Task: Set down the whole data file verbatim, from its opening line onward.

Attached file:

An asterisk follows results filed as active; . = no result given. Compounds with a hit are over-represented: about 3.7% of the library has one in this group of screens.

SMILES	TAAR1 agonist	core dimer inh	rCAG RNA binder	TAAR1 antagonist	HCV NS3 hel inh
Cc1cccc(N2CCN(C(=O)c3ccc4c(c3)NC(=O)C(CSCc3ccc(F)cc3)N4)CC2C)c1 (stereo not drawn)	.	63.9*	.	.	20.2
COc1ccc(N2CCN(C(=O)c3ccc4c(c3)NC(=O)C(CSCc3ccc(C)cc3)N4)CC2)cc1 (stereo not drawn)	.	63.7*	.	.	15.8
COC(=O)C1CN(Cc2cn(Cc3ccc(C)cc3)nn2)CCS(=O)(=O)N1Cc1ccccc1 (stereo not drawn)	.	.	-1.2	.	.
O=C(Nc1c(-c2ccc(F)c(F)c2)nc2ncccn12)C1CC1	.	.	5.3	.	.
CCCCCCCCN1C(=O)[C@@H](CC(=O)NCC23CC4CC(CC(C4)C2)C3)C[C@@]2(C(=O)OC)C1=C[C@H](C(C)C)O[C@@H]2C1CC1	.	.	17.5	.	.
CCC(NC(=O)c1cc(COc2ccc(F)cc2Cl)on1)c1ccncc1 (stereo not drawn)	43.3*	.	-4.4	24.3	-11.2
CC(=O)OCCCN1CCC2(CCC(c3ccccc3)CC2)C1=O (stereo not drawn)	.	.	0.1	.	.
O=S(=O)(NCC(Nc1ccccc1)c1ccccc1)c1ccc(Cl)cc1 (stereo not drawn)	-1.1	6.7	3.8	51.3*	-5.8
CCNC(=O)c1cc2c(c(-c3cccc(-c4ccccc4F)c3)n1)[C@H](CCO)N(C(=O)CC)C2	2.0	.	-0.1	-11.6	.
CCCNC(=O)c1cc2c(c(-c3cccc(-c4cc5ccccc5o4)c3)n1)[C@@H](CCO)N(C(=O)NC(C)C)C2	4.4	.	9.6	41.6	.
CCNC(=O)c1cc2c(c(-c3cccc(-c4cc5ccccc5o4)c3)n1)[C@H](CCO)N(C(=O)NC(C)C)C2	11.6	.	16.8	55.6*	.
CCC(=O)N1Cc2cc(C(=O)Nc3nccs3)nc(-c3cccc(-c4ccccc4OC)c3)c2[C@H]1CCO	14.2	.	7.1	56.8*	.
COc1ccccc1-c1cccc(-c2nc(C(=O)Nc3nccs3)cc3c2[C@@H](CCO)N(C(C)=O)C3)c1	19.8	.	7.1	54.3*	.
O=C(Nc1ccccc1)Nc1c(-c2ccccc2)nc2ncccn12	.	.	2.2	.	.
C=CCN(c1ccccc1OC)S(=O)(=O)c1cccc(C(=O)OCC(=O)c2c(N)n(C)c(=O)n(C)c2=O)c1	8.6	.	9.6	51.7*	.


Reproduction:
An asterisk follows results filed as active; . = no result given. Compounds with a hit are over-represented: about 3.7% of the library has one in this group of screens.

SMILES	TAAR1 agonist	core dimer inh	rCAG RNA binder	TAAR1 antagonist	HCV NS3 hel inh
Cc1cccc(N2CCN(C(=O)c3ccc4c(c3)NC(=O)C(CSCc3ccc(F)cc3)N4)CC2C)c1 (stereo not drawn)	.	63.9*	.	.	20.2
COc1ccc(N2CCN(C(=O)c3ccc4c(c3)NC(=O)C(CSCc3ccc(C)cc3)N4)CC2)cc1 (stereo not drawn)	.	63.7*	.	.	15.8
COC(=O)C1CN(Cc2cn(Cc3ccc(C)cc3)nn2)CCS(=O)(=O)N1Cc1ccccc1 (stereo not drawn)	.	.	-1.2	.	.
O=C(Nc1c(-c2ccc(F)c(F)c2)nc2ncccn12)C1CC1	.	.	5.3	.	.
CCCCCCCCN1C(=O)[C@@H](CC(=O)NCC23CC4CC(CC(C4)C2)C3)C[C@@]2(C(=O)OC)C1=C[C@H](C(C)C)O[C@@H]2C1CC1	.	.	17.5	.	.
CCC(NC(=O)c1cc(COc2ccc(F)cc2Cl)on1)c1ccncc1 (stereo not drawn)	43.3*	.	-4.4	24.3	-11.2
CC(=O)OCCCN1CCC2(CCC(c3ccccc3)CC2)C1=O (stereo not drawn)	.	.	0.1	.	.
O=S(=O)(NCC(Nc1ccccc1)c1ccccc1)c1ccc(Cl)cc1 (stereo not drawn)	-1.1	6.7	3.8	51.3*	-5.8
CCNC(=O)c1cc2c(c(-c3cccc(-c4ccccc4F)c3)n1)[C@H](CCO)N(C(=O)CC)C2	2.0	.	-0.1	-11.6	.
CCCNC(=O)c1cc2c(c(-c3cccc(-c4cc5ccccc5o4)c3)n1)[C@@H](CCO)N(C(=O)NC(C)C)C2	4.4	.	9.6	41.6	.
CCNC(=O)c1cc2c(c(-c3cccc(-c4cc5ccccc5o4)c3)n1)[C@H](CCO)N(C(=O)NC(C)C)C2	11.6	.	16.8	55.6*	.
CCC(=O)N1Cc2cc(C(=O)Nc3nccs3)nc(-c3cccc(-c4ccccc4OC)c3)c2[C@H]1CCO	14.2	.	7.1	56.8*	.
COc1ccccc1-c1cccc(-c2nc(C(=O)Nc3nccs3)cc3c2[C@@H](CCO)N(C(C)=O)C3)c1	19.8	.	7.1	54.3*	.
O=C(Nc1ccccc1)Nc1c(-c2ccccc2)nc2ncccn12	.	.	2.2	.	.
C=CCN(c1ccccc1OC)S(=O)(=O)c1cccc(C(=O)OCC(=O)c2c(N)n(C)c(=O)n(C)c2=O)c1	8.6	.	9.6	51.7*	.